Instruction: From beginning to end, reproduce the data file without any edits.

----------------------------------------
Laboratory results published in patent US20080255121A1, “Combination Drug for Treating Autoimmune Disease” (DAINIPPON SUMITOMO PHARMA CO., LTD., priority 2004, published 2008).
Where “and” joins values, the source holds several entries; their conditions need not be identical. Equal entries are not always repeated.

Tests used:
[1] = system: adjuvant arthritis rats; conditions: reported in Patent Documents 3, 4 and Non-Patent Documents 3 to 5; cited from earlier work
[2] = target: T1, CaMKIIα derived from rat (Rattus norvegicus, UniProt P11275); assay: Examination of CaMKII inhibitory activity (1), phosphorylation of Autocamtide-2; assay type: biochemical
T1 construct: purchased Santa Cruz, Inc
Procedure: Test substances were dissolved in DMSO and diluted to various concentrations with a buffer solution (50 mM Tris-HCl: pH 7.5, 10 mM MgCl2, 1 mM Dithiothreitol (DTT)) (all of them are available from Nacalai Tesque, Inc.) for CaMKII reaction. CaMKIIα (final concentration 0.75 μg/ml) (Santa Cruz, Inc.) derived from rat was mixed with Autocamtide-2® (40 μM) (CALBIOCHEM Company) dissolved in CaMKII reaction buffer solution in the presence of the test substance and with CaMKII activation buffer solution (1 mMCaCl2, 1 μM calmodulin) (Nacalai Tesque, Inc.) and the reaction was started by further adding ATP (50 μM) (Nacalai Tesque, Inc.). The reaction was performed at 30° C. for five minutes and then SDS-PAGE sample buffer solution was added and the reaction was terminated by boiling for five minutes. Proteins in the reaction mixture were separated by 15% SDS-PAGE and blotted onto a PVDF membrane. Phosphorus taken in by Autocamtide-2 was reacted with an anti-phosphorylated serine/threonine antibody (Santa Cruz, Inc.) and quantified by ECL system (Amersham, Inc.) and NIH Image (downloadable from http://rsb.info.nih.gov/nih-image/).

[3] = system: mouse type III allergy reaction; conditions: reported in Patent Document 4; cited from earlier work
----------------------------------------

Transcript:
Laboratory results published in patent US20080255121A1, “Combination Drug for Treating Autoimmune Disease” (DAINIPPON SUMITOMO PHARMA CO., LTD., priority 2004, published 2008).
Where “and” joins values, the source holds several entries; their conditions need not be identical. Equal entries are not always repeated.

Tests used:
[1] = system: adjuvant arthritis rats; conditions: reported in Patent Documents 3, 4 and Non-Patent Documents 3 to 5; cited from earlier work
[2] = target: T1, CaMKIIα derived from rat (Rattus norvegicus, UniProt P11275); assay: Examination of CaMKII inhibitory activity (1), phosphorylation of Autocamtide-2; assay type: biochemical
T1 construct: purchased Santa Cruz, Inc
Procedure: Test substances were dissolved in DMSO and diluted to various concentrations with a buffer solution (50 mM Tris-HCl: pH 7.5, 10 mM MgCl2, 1 mM Dithiothreitol (DTT)) (all of them are available from Nacalai Tesque, Inc.) for CaMKII reaction. CaMKIIα (final concentration 0.75 μg/ml) (Santa Cruz, Inc.) derived from rat was mixed with Autocamtide-2® (40 μM) (CALBIOCHEM Company) dissolved in CaMKII reaction buffer solution in the presence of the test substance and with CaMKII activation buffer solution (1 mMCaCl2, 1 μM calmodulin) (Nacalai Tesque, Inc.) and the reaction was started by further adding ATP (50 μM) (Nacalai Tesque, Inc.). The reaction was performed at 30° C. for five minutes and then SDS-PAGE sample buffer solution was added and the reaction was terminated by boiling for five minutes. Proteins in the reaction mixture were separated by 15% SDS-PAGE and blotted onto a PVDF membrane. Phosphorus taken in by Autocamtide-2 was reacted with an anti-phosphorylated serine/threonine antibody (Santa Cruz, Inc.) and quantified by ECL system (Amersham, Inc.) and NIH Image (downloadable from http://rsb.info.nih.gov/nih-image/).

[3] = system: mouse type III allergy reaction; conditions: reported in Patent Document 4; cited from earlier work